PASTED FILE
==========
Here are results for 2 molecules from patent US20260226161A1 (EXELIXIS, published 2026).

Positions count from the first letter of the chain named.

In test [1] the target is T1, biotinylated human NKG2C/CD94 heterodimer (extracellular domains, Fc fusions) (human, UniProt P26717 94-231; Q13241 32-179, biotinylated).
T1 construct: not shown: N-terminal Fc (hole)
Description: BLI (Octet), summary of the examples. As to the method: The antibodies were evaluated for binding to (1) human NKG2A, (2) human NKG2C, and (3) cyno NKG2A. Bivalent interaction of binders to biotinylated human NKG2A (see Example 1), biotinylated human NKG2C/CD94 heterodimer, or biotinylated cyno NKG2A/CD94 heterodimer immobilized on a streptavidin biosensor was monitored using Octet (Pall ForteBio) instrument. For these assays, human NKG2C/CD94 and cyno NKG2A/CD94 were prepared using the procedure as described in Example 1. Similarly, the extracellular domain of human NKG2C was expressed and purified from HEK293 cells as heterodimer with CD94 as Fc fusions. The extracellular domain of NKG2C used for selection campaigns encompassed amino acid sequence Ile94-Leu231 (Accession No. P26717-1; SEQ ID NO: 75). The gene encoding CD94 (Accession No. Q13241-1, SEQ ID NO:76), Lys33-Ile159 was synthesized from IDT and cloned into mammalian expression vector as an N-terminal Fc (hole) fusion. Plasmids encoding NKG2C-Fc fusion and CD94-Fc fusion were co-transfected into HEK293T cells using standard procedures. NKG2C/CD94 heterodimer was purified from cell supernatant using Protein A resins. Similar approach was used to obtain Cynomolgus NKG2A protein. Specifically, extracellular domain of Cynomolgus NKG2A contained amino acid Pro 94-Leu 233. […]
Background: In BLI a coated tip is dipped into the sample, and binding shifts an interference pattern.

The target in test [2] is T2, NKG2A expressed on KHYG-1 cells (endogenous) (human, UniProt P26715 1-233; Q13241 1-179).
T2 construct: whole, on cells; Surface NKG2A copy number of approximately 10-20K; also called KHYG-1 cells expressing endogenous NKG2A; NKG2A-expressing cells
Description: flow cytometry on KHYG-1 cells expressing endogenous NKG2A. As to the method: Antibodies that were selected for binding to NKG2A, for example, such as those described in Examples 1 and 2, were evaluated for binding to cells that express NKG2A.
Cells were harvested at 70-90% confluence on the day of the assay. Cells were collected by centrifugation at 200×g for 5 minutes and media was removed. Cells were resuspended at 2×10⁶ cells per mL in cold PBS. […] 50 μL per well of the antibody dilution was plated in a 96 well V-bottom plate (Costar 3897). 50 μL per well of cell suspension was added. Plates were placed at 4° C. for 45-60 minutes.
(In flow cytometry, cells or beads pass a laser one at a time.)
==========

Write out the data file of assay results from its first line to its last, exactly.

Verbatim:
Here are results for 2 molecules from patent US20260226161A1 (EXELIXIS, published 2026).

Positions count from the first letter of the chain named.

In test [1] the target is T1, biotinylated human NKG2C/CD94 heterodimer (extracellular domains, Fc fusions) (human, UniProt P26717 94-231; Q13241 32-179, biotinylated).
T1 construct: not shown: N-terminal Fc (hole)
Description: BLI (Octet), summary of the examples. As to the method: The antibodies were evaluated for binding to (1) human NKG2A, (2) human NKG2C, and (3) cyno NKG2A. Bivalent interaction of binders to biotinylated human NKG2A (see Example 1), biotinylated human NKG2C/CD94 heterodimer, or biotinylated cyno NKG2A/CD94 heterodimer immobilized on a streptavidin biosensor was monitored using Octet (Pall ForteBio) instrument. For these assays, human NKG2C/CD94 and cyno NKG2A/CD94 were prepared using the procedure as described in Example 1. Similarly, the extracellular domain of human NKG2C was expressed and purified from HEK293 cells as heterodimer with CD94 as Fc fusions. The extracellular domain of NKG2C used for selection campaigns encompassed amino acid sequence Ile94-Leu231 (Accession No. P26717-1; SEQ ID NO: 75). The gene encoding CD94 (Accession No. Q13241-1, SEQ ID NO:76), Lys33-Ile159 was synthesized from IDT and cloned into mammalian expression vector as an N-terminal Fc (hole) fusion. Plasmids encoding NKG2C-Fc fusion and CD94-Fc fusion were co-transfected into HEK293T cells using standard procedures. NKG2C/CD94 heterodimer was purified from cell supernatant using Protein A resins. Similar approach was used to obtain Cynomolgus NKG2A protein. Specifically, extracellular domain of Cynomolgus NKG2A contained amino acid Pro 94-Leu 233. […]
Background: In BLI a coated tip is dipped into the sample, and binding shifts an interference pattern.

The target in test [2] is T2, NKG2A expressed on KHYG-1 cells (endogenous) (human, UniProt P26715 1-233; Q13241 1-179).
T2 construct: whole, on cells; Surface NKG2A copy number of approximately 10-20K; also called KHYG-1 cells expressing endogenous NKG2A; NKG2A-expressing cells
Description: flow cytometry on KHYG-1 cells expressing endogenous NKG2A. As to the method: Antibodies that were selected for binding to NKG2A, for example, such as those described in Examples 1 and 2, were evaluated for binding to cells that express NKG2A.
Cells were harvested at 70-90% confluence on the day of the assay. Cells were collected by centrifugation at 200×g for 5 minutes and media was removed. Cells were resuspended at 2×10⁶ cells per mL in cold PBS. […] 50 μL per well of the antibody dilution was plated in a 96 well V-bottom plate (Costar 3897). 50 μL per well of cell suspension was added. Plates were placed at 4° C. for 45-60 minutes.
(In flow cytometry, cells or beads pass a laser one at a time.)